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David Ives brings a classic play to the present
A man who fabricates stories, who can't keep himself from lying, who is unrepentant when his on-the-fly fictions are exposed, who lives in an alternate reality?
Ripped from the headlines?
No, it's the 17th-century French comedy Le Menteur by Pierre Corneille. And now, under the deft hand of playwright-adapter David Ives, it's been reconceived as The Liar, playing at Classic Stage Company through February 26.
Hearing about this show, it's hard not to think about our current president. As Ives notes, "[director] Michael Kahn says that this play is suddenly relevant in a way that we never foresaw."
For the playwright, however, comparisons only go so far. "There is so much hatred built into the ego of Donald Trump, and there is no hatred in this character," he says. "He's too much in love with life to do something as mean as stopping immigrants at the border."
He adds that Dorante, the title character, is a charmer without guile. "He is not built around narcissism, but beauty. He's trying to make the world more interesting."
When Kahn first approached Ives to write the adaptation for a 2009 production at the Shakespeare Theatre in Washington, D.C., neither the playwright nor anyone he knew had ever heard of the play. But when he sat down to read it, he immediately responded to its joie de vivre.
"It's very sparkly in French, and it just trips along," he says. "And it has these extraordinary baroque [spoken] arias which I love. But what I also love is the play's freedom from morality because [Dorante] never gets his comeuppance. Everyone else, of course, has to live with the consequences, and yet it all ends up well for everybody."
Because Doronte (who is played by Carson Elrod) is always able to escape from his entanglements, mix-ups, and whoppers, Ives adds, "it kind of has a festival feeling to it, where you're in this world where everything is possible. He's about joy."
Fans of French drama may also note that Corneille's play has something in common with the works of Molière, which are filled with satirical jabs at hypocrites and cheats. However, Ives says he prefer this play. "It has more real life to it. Corneille was an approver, and Molière was a disapprover. I like playwrights who are approvers, or who at least fall on that side. This play is full of exuberance."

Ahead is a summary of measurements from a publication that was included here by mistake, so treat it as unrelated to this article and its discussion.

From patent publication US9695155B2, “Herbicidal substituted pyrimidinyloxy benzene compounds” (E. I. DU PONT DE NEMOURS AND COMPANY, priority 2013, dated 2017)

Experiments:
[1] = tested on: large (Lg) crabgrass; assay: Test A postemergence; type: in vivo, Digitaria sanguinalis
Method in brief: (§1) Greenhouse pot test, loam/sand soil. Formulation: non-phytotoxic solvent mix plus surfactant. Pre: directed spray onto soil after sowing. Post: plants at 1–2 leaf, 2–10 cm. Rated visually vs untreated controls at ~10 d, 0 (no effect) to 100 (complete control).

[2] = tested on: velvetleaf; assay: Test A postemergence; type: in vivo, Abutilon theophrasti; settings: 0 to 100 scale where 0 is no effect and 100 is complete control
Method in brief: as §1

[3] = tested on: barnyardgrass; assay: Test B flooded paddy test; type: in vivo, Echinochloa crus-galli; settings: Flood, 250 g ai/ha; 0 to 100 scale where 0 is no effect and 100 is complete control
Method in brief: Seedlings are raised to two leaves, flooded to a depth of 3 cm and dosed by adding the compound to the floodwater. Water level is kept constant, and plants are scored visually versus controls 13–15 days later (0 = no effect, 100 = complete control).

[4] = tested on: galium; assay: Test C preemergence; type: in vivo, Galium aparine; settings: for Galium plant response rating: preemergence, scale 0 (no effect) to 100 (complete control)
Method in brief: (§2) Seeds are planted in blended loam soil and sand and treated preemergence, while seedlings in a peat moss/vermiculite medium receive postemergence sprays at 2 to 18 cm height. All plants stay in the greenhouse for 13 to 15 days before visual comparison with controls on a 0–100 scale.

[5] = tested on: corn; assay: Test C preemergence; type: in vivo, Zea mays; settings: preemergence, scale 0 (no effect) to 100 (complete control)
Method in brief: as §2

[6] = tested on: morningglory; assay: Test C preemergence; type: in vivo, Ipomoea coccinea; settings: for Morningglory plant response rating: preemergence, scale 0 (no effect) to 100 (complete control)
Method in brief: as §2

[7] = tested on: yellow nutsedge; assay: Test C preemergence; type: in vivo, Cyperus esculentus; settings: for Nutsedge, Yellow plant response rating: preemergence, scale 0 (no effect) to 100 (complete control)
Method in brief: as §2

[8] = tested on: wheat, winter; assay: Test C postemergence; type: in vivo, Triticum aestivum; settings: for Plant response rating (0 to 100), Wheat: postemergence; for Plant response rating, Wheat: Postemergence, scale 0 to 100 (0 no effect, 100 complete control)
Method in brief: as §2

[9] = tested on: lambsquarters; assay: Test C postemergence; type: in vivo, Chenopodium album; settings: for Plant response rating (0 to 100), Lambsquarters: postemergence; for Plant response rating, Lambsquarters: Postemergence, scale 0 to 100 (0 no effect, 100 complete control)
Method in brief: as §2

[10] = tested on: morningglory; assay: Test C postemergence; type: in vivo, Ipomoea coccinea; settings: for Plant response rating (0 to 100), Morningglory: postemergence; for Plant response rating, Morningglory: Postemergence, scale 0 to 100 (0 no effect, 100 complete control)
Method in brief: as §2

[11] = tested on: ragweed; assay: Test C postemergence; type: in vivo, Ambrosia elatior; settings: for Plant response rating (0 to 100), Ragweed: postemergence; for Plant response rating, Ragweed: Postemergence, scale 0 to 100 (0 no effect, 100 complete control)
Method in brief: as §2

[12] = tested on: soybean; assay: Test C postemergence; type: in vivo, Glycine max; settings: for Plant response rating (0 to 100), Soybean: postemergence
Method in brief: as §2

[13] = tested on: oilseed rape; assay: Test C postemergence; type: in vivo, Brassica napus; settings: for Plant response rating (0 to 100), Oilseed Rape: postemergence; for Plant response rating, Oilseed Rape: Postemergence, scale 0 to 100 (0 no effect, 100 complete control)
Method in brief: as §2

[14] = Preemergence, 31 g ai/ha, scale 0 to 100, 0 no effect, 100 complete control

As much as he enjoyed it, though, Ives still revised large swaths of the script to make it work for a contemporary audience. An inconsequential ingénue needed more depth, for instance, and an abrupt ending demanded more substance.
"You have to work on these plays as a playwright first," Ives says. "You ask yourself, 'Who are these characters and how do they express themselves?' Because not every character, even though it's in verse, can express themselves in the same way. So I had to substantially rewrite Corneille."
He always knew, however, that he would retain the original's use of rhyming verse. "If it was in prose, it would be a sitcom. It would be banal."
Verse, he adds, elevates and enlivens the show. "One of the great things about verse – and why everything should be in verse: plays, recipes from The New York Time – is that it expands what people can say and how they express themselves. In a verse play people can speak in images in a way that they can't in a David Mamet play. And everything trips along a little more."
When Ives creates an especially fine bon mot – when he feels he's really captured the spirit of the original work while giving the humor a modern twist – he admits to feeling a special Gallic glow. A case in point: A character woos a woman by saying, "You may be a bi-valve, but you're my valve."
"I must say I was very pleased with myself for that," he says. "You hand yourself a little truffle, or you have an extra drink that night as a reward."
TDF Members: At press time, discount tickets were available to 'The Liar.' Go here to browse our current offers.
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Photos by Richard Termine. Top photo (L to R): Tony Roach, Christian Conn, and Carson Elrod.